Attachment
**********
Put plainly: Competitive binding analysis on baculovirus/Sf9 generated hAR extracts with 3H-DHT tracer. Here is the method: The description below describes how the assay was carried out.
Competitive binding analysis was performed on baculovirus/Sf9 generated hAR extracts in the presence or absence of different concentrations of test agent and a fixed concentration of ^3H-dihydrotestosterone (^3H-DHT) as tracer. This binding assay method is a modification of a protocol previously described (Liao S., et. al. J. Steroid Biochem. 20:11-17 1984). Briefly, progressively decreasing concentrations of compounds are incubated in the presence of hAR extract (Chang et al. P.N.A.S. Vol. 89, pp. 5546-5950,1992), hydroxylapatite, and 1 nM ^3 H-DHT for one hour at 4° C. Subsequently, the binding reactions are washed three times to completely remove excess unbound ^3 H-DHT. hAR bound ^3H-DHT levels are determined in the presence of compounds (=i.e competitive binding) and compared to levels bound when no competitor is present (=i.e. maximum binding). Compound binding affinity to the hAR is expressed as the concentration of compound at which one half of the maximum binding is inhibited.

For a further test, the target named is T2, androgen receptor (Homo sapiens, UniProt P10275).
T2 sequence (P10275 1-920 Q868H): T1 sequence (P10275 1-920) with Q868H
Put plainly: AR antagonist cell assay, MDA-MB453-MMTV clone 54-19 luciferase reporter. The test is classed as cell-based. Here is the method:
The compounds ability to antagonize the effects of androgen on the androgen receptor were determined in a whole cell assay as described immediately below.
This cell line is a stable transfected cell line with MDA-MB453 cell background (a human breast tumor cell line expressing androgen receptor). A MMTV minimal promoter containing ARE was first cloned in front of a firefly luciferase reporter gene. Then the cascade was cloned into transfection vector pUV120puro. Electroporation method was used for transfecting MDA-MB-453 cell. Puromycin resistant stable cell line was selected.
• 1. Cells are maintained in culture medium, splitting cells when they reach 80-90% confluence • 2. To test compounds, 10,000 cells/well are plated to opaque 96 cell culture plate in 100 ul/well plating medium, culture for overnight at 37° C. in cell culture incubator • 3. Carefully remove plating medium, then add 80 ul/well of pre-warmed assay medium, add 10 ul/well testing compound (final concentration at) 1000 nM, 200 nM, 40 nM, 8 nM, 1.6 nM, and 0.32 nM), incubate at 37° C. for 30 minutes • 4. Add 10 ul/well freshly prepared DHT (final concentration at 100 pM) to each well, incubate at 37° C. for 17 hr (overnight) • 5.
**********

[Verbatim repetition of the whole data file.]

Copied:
Put plainly: Competitive binding analysis on baculovirus/Sf9 generated hAR extracts with 3H-DHT tracer. Here is the method: The description below describes how the assay was carried out.
Competitive binding analysis was performed on baculovirus/Sf9 generated hAR extracts in the presence or absence of different concentrations of test agent and a fixed concentration of ^3H-dihydrotestosterone (^3H-DHT) as tracer. This binding assay method is a modification of a protocol previously described (Liao S., et. al. J. Steroid Biochem. 20:11-17 1984). Briefly, progressively decreasing concentrations of compounds are incubated in the presence of hAR extract (Chang et al. P.N.A.S. Vol. 89, pp. 5546-5950,1992), hydroxylapatite, and 1 nM ^3 H-DHT for one hour at 4° C. Subsequently, the binding reactions are washed three times to completely remove excess unbound ^3 H-DHT. hAR bound ^3H-DHT levels are determined in the presence of compounds (=i.e competitive binding) and compared to levels bound when no competitor is present (=i.e. maximum binding). Compound binding affinity to the hAR is expressed as the concentration of compound at which one half of the maximum binding is inhibited.

For a further test, the target named is T2, androgen receptor (Homo sapiens, UniProt P10275).
T2 sequence (P10275 1-920 Q868H): T1 sequence (P10275 1-920) with Q868H
Put plainly: AR antagonist cell assay, MDA-MB453-MMTV clone 54-19 luciferase reporter. The test is classed as cell-based. Here is the method:
The compounds ability to antagonize the effects of androgen on the androgen receptor were determined in a whole cell assay as described immediately below.
This cell line is a stable transfected cell line with MDA-MB453 cell background (a human breast tumor cell line expressing androgen receptor). A MMTV minimal promoter containing ARE was first cloned in front of a firefly luciferase reporter gene. Then the cascade was cloned into transfection vector pUV120puro. Electroporation method was used for transfecting MDA-MB-453 cell. Puromycin resistant stable cell line was selected.
• 1. Cells are maintained in culture medium, splitting cells when they reach 80-90% confluence • 2. To test compounds, 10,000 cells/well are plated to opaque 96 cell culture plate in 100 ul/well plating medium, culture for overnight at 37° C. in cell culture incubator • 3. Carefully remove plating medium, then add 80 ul/well of pre-warmed assay medium, add 10 ul/well testing compound (final concentration at) 1000 nM, 200 nM, 40 nM, 8 nM, 1.6 nM, and 0.32 nM), incubate at 37° C. for 30 minutes • 4. Add 10 ul/well freshly prepared DHT (final concentration at 100 pM) to each well, incubate at 37° C. for 17 hr (overnight) • 5.